Sauze d’Oulx, pronounced “Sow-zee-doo” was one of the most successful Italian ski resorts on the 1970s and ’80s, expanding rapidly. Located on a high sunny ‘balcony’ in the Susa Valley, the resort is surrounded by larch forest above. The trails cut down through this natural amphitheatre have an excellent snow record. Its success resulted from its large and varied ski area, linked to Sestrière, its lively night life and reasonable prices. The resulting growth has led to the construction of a large number of rectangular concrete apartment blocks, mirroring its French partner, Montgènevre, now lift-linked to Sauze at the other end of the long Milky Way circuit.
The Milky Way (aka Via Lattea) ski area is now one of the largest in Europe, with 212 routes, many of which wind through beautiful tree covered landscapes. Lying on the west side of the area, Sauze has a reputation for being a red-run paradise, making it a great destination for intermediate skiers. More advanced skiers will enjoy the varied routes and the ability to ski all the way across to Montgènevre, while beginners are not left out, with plenty of gentle blue runs to choose from.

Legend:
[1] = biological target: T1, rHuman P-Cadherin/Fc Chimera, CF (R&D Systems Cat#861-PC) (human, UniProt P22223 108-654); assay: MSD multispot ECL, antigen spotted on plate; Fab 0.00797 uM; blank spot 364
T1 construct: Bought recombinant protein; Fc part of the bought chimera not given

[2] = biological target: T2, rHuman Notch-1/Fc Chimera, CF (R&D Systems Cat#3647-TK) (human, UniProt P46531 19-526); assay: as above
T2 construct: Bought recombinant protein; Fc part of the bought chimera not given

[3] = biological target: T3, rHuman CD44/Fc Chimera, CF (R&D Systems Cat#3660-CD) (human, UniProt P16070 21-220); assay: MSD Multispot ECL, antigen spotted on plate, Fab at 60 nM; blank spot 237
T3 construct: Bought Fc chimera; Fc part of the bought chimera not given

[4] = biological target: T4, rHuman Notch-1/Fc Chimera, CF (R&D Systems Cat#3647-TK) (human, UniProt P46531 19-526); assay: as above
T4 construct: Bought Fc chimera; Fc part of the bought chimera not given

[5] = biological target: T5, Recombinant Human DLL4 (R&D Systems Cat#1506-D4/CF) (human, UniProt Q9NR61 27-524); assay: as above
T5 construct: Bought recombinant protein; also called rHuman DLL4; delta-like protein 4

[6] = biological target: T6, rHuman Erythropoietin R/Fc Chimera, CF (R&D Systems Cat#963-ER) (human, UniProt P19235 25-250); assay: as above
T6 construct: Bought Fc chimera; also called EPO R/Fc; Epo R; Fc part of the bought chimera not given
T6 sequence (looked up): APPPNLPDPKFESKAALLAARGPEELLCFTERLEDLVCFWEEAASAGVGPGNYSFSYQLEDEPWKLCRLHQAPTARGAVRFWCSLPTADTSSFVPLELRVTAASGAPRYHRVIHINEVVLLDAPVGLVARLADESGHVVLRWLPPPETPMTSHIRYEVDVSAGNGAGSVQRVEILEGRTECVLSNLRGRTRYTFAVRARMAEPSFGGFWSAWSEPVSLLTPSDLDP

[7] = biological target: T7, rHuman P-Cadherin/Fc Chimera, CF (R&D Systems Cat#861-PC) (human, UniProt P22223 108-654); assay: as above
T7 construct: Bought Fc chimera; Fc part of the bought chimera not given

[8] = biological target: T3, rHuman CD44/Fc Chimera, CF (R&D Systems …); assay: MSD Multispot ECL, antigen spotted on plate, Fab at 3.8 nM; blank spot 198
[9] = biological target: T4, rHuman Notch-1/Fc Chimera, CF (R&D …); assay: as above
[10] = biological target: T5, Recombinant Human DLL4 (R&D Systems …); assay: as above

Although Sauze still has a delightful ancient heart of stone buildings, narrow streets and a cobbled square with water fountain, as well as locals prepared to dress in traditional attire for ancient festivals, these are all somewhat swamped by the newer developments all around.
In recent years Sauze d’Oulx has matured a good deal, and although the resort is still one of the liveliest ski centres in the world, the occasionally unpleasant ‘rowdy’ element has moved on. It remains a very popular destination none the less, with most of the major international tour operators including it in their resort lists.
Skiing has been popular here for over a century and world champions like Piero Gros, a gold medalist of the 1976 Olympics, have been based here and more recently the resort was a venue for the 2006 Winter Olympics. Skiing first began on the local slopes at the end of the nineteenth century when a Swiss engineer, Adolfo Kind, taught skiing to locals and guests using wooden boards strapped to the feet.
Milky Way / Via Lattea
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